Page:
David Wright signing a long term deal with the Mets is a “50-50 proposition at best”

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Mike Puma of the New York Post reports:

According to an industry source with knowledge of the discussions, Wright is a “50-50” proposition at best to sign a long-term extension with the Mets this offseason, as the two sides continue to negotiate a deal that would potentially allow the All-Star third baseman to finish his career in Queens.

Wright reportedly is not happy with the offers he’s getting, in terms of both years and dollars.  Puma says he wants “at least” seven years and $125 million. Which sorta makes me wonder if that actually came from Wright or his people, because if they were leaking his demands into the press, why would they put an “at least” on it, thereby pegging the lowest he’d accept?

Eh, that’s neither here nor there. Nor is the whole “50-50” thing, really. Free agent signings aren’t exactly science and don’t lend themselves to probabilities likes, say, successfully navigating an asteroid field and such. Which, by the way, are approximately 3,720 to 1.

Aaron Judge was involved in a weird play in the fourth inning

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Yankees outfielder Aaron Judge found himself front-and-center in a weird play in the bottom of the fourth inning during Game 4 of the ALCS on Tuesday evening. Judge drew a walk to lead off the frame. After Didi Gregorius lined out, Gary Sanchez flied out to shallow right-center.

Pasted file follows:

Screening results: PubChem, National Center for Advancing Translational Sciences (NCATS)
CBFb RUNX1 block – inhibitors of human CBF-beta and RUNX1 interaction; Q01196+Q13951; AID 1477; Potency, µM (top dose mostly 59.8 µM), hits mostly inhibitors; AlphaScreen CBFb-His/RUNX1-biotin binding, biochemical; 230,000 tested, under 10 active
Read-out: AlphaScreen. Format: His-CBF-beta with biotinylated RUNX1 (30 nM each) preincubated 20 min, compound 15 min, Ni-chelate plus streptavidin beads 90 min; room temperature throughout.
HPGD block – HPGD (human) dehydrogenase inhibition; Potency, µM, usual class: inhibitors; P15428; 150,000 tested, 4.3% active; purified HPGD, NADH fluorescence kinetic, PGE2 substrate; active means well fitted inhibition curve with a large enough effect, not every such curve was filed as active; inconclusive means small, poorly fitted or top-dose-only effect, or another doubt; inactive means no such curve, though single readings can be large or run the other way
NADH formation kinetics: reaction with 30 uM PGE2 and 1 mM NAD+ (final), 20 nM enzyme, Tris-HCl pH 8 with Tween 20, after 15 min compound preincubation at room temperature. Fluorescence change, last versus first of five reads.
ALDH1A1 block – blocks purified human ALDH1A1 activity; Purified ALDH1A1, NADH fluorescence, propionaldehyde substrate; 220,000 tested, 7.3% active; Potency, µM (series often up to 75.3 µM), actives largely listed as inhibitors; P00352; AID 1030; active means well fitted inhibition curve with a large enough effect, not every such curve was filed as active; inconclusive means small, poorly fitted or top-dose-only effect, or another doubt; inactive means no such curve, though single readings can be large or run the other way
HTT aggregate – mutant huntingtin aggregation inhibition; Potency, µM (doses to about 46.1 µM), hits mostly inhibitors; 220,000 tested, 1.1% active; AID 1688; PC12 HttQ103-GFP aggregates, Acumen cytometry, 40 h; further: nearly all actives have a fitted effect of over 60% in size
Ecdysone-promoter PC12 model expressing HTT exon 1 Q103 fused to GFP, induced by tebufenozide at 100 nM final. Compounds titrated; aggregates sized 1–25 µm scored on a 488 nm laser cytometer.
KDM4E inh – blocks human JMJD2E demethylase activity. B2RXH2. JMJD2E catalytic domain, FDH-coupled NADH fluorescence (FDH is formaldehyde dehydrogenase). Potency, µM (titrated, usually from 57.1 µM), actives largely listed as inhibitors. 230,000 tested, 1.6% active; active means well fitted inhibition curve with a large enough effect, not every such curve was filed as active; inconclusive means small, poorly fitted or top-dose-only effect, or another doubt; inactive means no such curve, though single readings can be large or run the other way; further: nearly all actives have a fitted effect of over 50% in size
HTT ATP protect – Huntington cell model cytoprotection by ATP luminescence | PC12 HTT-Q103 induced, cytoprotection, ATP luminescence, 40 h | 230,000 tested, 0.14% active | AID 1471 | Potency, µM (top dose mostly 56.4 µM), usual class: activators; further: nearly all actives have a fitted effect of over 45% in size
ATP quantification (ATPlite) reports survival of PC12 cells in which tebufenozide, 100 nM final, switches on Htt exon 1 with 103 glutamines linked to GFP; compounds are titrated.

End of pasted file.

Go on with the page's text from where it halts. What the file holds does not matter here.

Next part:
Judge must have thought the ball had a high probability of falling in for a hit, so he was past the second base bag around the time he realized his mistake. He retraced his steps, running back to first base. Reddick’s throw hopped a couple of times but first base umpire Jerry Meals called Judge out on the tag-up play.

Manager Joe Girardi requested a review and the call was overturned: Judge was safe. However, Astros manager A.J. Hinch wanted to challenge that Judge did not re-touch second base on his way back. Rather than issuing a formal challenge, the Astros had to appeal the play by having starter Lance McCullers throw to second base, at which point second base umpire Jim Reynolds would issue a ruling. McCullers was a bit hasty, though, and made his appeal throw before Greg Bird stepped into the batter’s box. Reynolds told McCullers that he had to wait. So, McCullers again made his appeal throw.

This time, Judge was running and he was simply tagged out at second base for the final out of the inning. No need for a review.

As Ken Rosenthal explained on the FS1 broadcast, the Yankees were trying to “beat the police.” They knew Judge would have been ruled out — replays clearly showed he never re-touched the base — so they had nothing to lose by sending Judge. If he was safe, the Astros would no longer be able to appeal the play. If he’s out, then it’s the same outcome they would have had anyway.